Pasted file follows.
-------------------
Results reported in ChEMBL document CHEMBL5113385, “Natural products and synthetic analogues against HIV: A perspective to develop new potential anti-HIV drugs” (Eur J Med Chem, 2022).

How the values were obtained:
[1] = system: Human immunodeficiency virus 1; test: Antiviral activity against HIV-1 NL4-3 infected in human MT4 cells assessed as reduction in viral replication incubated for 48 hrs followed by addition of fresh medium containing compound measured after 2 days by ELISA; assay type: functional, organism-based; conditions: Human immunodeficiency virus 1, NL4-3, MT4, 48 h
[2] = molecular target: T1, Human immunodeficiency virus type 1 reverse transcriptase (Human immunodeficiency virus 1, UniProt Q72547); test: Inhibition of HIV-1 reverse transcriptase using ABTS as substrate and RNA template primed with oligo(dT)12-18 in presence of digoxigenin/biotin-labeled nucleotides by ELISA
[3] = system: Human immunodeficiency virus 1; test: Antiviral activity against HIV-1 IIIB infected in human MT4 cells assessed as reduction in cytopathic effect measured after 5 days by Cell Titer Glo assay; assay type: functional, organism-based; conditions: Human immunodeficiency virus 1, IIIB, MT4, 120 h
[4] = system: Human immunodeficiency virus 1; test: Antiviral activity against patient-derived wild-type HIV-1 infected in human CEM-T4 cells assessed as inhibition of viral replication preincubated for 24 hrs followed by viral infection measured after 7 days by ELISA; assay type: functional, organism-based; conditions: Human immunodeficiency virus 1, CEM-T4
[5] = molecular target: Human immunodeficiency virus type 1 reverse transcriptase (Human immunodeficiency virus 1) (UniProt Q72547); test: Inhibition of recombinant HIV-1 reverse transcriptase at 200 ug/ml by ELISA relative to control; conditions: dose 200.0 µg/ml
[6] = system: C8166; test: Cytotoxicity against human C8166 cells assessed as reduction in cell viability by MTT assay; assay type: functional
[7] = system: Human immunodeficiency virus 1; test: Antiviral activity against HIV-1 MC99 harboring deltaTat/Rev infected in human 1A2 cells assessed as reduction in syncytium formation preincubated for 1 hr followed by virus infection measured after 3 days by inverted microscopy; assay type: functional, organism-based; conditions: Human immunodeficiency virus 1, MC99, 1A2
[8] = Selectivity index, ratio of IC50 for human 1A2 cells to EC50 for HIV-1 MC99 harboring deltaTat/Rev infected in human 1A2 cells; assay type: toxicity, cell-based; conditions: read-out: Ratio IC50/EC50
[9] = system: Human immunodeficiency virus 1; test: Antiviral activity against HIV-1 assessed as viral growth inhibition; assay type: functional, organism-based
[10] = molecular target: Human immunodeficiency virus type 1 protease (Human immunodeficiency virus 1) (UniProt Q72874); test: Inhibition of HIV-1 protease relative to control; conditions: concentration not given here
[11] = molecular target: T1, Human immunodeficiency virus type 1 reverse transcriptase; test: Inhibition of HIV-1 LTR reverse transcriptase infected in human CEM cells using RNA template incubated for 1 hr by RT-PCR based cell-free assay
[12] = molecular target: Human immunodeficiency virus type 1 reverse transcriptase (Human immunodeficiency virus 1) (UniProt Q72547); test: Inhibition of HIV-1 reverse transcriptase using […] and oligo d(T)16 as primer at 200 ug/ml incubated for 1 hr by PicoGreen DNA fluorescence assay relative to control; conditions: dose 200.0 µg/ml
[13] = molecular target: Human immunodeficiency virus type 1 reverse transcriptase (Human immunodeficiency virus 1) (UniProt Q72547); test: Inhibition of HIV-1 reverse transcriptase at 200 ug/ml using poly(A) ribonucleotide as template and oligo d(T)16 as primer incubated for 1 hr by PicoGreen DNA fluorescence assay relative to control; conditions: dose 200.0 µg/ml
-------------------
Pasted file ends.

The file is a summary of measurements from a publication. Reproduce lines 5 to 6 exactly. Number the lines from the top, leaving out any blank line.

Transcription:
[3] = system: Human immunodeficiency virus 1; test: Antiviral activity against HIV-1 IIIB infected in human MT4 cells assessed as reduction in cytopathic effect measured after 5 days by Cell Titer Glo assay; assay type: functional, organism-based; conditions: Human immunodeficiency virus 1, IIIB, MT4, 120 h
[4] = system: Human immunodeficiency virus 1; test: Antiviral activity against patient-derived wild-type HIV-1 infected in human CEM-T4 cells assessed as inhibition of viral replication preincubated for 24 hrs followed by viral infection measured after 7 days by ELISA; assay type: functional, organism-based; conditions: Human immunodeficiency virus 1, CEM-T4